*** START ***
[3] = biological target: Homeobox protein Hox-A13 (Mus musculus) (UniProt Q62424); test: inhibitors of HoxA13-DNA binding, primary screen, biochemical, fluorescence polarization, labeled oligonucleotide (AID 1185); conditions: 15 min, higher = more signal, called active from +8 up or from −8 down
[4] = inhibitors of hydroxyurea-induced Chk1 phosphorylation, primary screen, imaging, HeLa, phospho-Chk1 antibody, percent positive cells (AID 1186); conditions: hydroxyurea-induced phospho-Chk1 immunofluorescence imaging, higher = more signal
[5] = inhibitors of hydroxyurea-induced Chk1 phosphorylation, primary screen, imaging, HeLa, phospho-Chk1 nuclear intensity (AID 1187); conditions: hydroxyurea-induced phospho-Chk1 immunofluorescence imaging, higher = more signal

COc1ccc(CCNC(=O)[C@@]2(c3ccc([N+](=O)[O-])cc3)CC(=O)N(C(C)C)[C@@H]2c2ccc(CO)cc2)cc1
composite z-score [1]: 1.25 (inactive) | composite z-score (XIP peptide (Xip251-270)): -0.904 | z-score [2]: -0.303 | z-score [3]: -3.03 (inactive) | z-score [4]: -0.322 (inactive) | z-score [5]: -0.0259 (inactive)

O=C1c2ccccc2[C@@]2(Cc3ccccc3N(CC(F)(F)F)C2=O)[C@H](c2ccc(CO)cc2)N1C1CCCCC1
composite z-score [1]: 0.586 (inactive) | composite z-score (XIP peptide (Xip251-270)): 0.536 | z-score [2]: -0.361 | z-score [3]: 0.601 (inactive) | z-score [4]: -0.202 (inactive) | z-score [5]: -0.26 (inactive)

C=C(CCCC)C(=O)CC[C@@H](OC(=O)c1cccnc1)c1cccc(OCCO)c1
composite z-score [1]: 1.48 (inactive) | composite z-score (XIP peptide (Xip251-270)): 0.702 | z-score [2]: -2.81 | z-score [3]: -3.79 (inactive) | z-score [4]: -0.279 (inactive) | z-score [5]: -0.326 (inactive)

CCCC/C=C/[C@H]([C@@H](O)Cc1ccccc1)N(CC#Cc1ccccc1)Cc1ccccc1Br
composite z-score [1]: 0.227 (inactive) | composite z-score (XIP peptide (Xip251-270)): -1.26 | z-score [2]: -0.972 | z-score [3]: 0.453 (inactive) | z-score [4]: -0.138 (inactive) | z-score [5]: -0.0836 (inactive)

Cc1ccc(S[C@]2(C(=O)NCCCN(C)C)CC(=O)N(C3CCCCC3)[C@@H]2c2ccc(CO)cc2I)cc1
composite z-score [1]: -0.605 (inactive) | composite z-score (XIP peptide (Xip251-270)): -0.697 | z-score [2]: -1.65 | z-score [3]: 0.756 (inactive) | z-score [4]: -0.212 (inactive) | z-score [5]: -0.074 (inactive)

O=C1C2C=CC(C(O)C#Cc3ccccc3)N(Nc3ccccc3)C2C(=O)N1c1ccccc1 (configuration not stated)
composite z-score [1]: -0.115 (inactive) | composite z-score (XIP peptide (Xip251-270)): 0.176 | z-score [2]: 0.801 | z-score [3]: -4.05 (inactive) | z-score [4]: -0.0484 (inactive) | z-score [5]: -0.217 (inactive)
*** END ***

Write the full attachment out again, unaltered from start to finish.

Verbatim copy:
[3] = biological target: Homeobox protein Hox-A13 (Mus musculus) (UniProt Q62424); test: inhibitors of HoxA13-DNA binding, primary screen, biochemical, fluorescence polarization, labeled oligonucleotide (AID 1185); conditions: 15 min, higher = more signal, called active from +8 up or from −8 down
[4] = inhibitors of hydroxyurea-induced Chk1 phosphorylation, primary screen, imaging, HeLa, phospho-Chk1 antibody, percent positive cells (AID 1186); conditions: hydroxyurea-induced phospho-Chk1 immunofluorescence imaging, higher = more signal
[5] = inhibitors of hydroxyurea-induced Chk1 phosphorylation, primary screen, imaging, HeLa, phospho-Chk1 nuclear intensity (AID 1187); conditions: hydroxyurea-induced phospho-Chk1 immunofluorescence imaging, higher = more signal

COc1ccc(CCNC(=O)[C@@]2(c3ccc([N+](=O)[O-])cc3)CC(=O)N(C(C)C)[C@@H]2c2ccc(CO)cc2)cc1
composite z-score [1]: 1.25 (inactive) | composite z-score (XIP peptide (Xip251-270)): -0.904 | z-score [2]: -0.303 | z-score [3]: -3.03 (inactive) | z-score [4]: -0.322 (inactive) | z-score [5]: -0.0259 (inactive)

O=C1c2ccccc2[C@@]2(Cc3ccccc3N(CC(F)(F)F)C2=O)[C@H](c2ccc(CO)cc2)N1C1CCCCC1
composite z-score [1]: 0.586 (inactive) | composite z-score (XIP peptide (Xip251-270)): 0.536 | z-score [2]: -0.361 | z-score [3]: 0.601 (inactive) | z-score [4]: -0.202 (inactive) | z-score [5]: -0.26 (inactive)

C=C(CCCC)C(=O)CC[C@@H](OC(=O)c1cccnc1)c1cccc(OCCO)c1
composite z-score [1]: 1.48 (inactive) | composite z-score (XIP peptide (Xip251-270)): 0.702 | z-score [2]: -2.81 | z-score [3]: -3.79 (inactive) | z-score [4]: -0.279 (inactive) | z-score [5]: -0.326 (inactive)

CCCC/C=C/[C@H]([C@@H](O)Cc1ccccc1)N(CC#Cc1ccccc1)Cc1ccccc1Br
composite z-score [1]: 0.227 (inactive) | composite z-score (XIP peptide (Xip251-270)): -1.26 | z-score [2]: -0.972 | z-score [3]: 0.453 (inactive) | z-score [4]: -0.138 (inactive) | z-score [5]: -0.0836 (inactive)

Cc1ccc(S[C@]2(C(=O)NCCCN(C)C)CC(=O)N(C3CCCCC3)[C@@H]2c2ccc(CO)cc2I)cc1
composite z-score [1]: -0.605 (inactive) | composite z-score (XIP peptide (Xip251-270)): -0.697 | z-score [2]: -1.65 | z-score [3]: 0.756 (inactive) | z-score [4]: -0.212 (inactive) | z-score [5]: -0.074 (inactive)

O=C1C2C=CC(C(O)C#Cc3ccccc3)N(Nc3ccccc3)C2C(=O)N1c1ccccc1 (configuration not stated)
composite z-score [1]: -0.115 (inactive) | composite z-score (XIP peptide (Xip251-270)): 0.176 | z-score [2]: 0.801 | z-score [3]: -4.05 (inactive) | z-score [4]: -0.0484 (inactive) | z-score [5]: -0.217 (inactive)